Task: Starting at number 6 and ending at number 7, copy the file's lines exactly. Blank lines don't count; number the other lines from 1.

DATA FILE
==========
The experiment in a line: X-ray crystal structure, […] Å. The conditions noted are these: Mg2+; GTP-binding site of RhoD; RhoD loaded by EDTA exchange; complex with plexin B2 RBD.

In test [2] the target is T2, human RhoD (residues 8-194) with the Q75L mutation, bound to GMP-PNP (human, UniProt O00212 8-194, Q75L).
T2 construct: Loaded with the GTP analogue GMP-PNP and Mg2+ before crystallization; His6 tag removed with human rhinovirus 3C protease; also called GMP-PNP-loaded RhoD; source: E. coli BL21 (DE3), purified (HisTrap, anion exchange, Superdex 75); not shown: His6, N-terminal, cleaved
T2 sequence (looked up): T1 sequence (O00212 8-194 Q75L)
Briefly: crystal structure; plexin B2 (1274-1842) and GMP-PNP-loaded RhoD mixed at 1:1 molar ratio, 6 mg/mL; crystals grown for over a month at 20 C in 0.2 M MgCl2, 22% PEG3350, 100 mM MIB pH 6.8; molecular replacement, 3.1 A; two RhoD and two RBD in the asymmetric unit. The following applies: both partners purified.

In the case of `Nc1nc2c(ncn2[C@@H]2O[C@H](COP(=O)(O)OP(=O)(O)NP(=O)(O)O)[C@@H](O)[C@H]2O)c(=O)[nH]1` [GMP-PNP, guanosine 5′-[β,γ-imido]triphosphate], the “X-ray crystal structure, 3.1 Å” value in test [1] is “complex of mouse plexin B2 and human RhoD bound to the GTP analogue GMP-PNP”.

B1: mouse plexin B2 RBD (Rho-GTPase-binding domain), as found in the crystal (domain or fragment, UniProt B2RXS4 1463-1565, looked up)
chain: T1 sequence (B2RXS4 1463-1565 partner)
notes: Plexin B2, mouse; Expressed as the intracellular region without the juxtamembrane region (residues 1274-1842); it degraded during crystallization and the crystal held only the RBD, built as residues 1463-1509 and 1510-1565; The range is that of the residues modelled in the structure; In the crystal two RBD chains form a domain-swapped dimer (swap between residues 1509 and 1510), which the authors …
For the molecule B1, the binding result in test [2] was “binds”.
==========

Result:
In the case of `Nc1nc2c(ncn2[C@@H]2O[C@H](COP(=O)(O)OP(=O)(O)NP(=O)(O)O)[C@@H](O)[C@H]2O)c(=O)[nH]1` [GMP-PNP, guanosine 5′-[β,γ-imido]triphosphate], the “X-ray crystal structure, 3.1 Å” value in test [1] is “complex of mouse plexin B2 and human RhoD bound to the GTP analogue GMP-PNP”.

B1: mouse plexin B2 RBD (Rho-GTPase-binding domain), as found in the crystal (domain or fragment, UniProt B2RXS4 1463-1565, looked up)